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Before people began creating data visualizations with Tableau, Illustrator, R, and all the software that makes it easy for us to do dataviz these days, they used various hand techniques and tools to represent the data. With these techniques, they developed many of the graph types we currently use. Now, though, it seems unlikely that any of us would want to use a pencil, paper, and ruler to accurately draw a range-bar or radial diagram. However, I believe that using hand techniques maintains additional meaning: beyond how impractical it may seem, it invites deeper reflections for the person who is doing the visualization.
Cotton Viz Challenge
I remember when I read on the Royal Statistical Society blog, “Mary Eleanor Spear #dataviz Competition for Kids and Adults!” I must confess that what excited me the most was that children could compete, and I wanted to experience a child’s creative freedom. The competition involved recreating a chart made by Spear, a pioneer woman in data visualization, that illustrated the yearly US supply of cotton from 1942 to 1948, including consumption, exports, stocks, and total supply.
I consider myself new to data visualization, so I tend to select projects that capture my attention by providing an opportunity for new learning. Several aspects caught my attention in the Cotton Viz Challenge. One of them was the relationship with a woman’s work. The subject of cotton also excited me, as an enthusiast of textile techniques. Finally, the creative freedom encouraged by the challenge left me wanting to participate.
Usually, my inner amateur with data visualization seeks to unite concepts, materials, and techniques with the topic being addressed. I researched Mary Eleanor Spear for the Cotton Viz Challenge since I wanted to know how she had made her visualizations. I realized that she had made them by hand.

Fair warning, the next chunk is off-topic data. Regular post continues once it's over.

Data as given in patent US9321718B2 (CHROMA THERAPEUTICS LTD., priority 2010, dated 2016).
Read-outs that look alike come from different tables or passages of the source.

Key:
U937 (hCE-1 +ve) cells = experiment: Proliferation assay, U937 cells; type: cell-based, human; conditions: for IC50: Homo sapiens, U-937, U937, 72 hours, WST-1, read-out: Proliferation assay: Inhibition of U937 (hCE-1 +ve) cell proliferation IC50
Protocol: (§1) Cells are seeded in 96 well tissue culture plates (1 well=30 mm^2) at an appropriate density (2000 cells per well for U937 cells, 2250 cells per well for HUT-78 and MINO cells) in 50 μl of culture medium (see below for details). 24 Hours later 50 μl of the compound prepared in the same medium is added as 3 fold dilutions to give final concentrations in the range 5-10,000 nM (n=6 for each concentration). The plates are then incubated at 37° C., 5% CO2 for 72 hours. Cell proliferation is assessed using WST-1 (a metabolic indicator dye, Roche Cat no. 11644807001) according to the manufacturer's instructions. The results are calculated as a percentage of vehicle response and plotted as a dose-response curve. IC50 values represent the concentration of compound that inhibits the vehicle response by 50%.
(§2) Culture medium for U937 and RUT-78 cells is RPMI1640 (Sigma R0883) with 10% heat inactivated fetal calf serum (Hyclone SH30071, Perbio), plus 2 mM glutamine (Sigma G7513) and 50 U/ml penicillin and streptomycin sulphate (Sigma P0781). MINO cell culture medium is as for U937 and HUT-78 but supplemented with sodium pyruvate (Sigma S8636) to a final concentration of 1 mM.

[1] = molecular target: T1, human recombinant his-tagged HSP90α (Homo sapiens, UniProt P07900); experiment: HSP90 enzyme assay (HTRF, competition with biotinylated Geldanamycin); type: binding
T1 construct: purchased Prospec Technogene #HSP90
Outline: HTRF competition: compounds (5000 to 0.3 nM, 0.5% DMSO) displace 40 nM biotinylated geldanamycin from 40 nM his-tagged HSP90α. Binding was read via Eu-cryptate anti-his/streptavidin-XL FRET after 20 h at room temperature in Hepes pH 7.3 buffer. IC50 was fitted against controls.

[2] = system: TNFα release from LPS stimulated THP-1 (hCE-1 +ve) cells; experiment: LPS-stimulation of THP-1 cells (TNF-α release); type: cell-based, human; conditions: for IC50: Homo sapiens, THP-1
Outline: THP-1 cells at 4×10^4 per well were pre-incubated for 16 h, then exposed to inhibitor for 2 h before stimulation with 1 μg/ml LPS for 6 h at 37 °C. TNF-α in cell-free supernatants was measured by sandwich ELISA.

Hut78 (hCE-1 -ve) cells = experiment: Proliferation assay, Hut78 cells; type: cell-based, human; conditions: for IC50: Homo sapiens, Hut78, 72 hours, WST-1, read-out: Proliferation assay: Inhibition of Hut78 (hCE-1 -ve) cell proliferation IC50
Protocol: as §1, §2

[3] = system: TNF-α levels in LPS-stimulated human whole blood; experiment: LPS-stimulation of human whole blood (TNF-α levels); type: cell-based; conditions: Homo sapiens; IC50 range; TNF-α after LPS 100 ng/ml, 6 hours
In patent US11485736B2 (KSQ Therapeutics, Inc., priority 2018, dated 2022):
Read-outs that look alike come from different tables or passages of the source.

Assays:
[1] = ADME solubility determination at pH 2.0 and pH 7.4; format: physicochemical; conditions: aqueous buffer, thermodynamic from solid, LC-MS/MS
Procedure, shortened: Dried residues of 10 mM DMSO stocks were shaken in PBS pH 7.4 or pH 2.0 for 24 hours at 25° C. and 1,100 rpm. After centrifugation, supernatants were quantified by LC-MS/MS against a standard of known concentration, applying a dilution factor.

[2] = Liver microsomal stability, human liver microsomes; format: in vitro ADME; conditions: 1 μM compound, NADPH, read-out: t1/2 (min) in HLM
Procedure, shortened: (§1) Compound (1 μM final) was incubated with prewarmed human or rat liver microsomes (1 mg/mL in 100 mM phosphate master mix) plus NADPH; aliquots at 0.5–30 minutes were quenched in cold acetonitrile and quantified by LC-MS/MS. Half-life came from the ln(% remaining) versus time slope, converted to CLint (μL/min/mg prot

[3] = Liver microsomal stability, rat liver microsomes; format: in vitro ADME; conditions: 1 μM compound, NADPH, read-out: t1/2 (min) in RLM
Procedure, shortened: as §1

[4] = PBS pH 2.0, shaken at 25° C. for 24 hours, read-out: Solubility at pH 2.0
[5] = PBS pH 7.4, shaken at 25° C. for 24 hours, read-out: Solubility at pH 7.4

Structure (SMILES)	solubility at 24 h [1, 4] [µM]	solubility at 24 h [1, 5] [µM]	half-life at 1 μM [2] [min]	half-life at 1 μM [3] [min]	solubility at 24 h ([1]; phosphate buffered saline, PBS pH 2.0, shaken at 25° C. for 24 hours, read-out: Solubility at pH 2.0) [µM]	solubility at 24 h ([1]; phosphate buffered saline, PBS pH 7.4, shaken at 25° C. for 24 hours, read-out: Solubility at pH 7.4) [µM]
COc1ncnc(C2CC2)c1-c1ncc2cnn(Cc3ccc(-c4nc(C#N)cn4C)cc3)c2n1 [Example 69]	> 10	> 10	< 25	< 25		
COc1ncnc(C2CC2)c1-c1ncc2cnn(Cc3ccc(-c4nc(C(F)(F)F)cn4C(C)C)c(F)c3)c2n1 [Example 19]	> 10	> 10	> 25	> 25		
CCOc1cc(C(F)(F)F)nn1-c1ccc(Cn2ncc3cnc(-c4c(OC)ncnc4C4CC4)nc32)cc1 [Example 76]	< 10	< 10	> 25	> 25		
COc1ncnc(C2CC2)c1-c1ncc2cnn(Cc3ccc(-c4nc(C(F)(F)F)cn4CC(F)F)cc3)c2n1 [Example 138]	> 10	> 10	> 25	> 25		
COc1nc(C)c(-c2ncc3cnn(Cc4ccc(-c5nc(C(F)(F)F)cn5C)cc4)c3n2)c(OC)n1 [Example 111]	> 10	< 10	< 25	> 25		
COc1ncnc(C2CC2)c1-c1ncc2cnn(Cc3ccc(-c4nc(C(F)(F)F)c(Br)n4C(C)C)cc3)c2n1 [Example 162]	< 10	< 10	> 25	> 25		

Process for making a visualization by hand
This Nightingale article written by Ben Jones helped me to understand the technique behind Spear’s work. The brief review of Spear’s books was inspirational. She included all kinds of advice on creating compelling graphics using hand tools and instruments. I was impressed.
I am pretty obsessive in my visualization work about ensuring that my methods relate to the subject I am trying to represent. Spear had already motivated me to return to hand techniques, and the Cotton Viz Challenge theme inspired me to grab cotton yarn and paper to recreate, stitch by stitch, Spear’s work. That’s right, I recreated the original aesthetics of Spear’s range-bars using embroidery! Of course, I did not realize the amount of time it would take, but embroidering the data allowed me to reflect more on data visualization during the process, which I would hardly have done if I had made the charts in a digital format.
Embroidering data allows you to go through thoughtful processes
In Mexico, the collective Agujas Combativas carries out data activism using embroidery. The following is from its postulates:
“… this textile practice (embroidery), previously considered domestic, decorative and exclusively feminine, becomes an opportunity to spend time with information, to look at it from different angles and explore the forms it can take.”
Unlike data processing with software, hand techniques, including embroidery, can raise awareness about the topics as a result of the time that must be spent working with the data.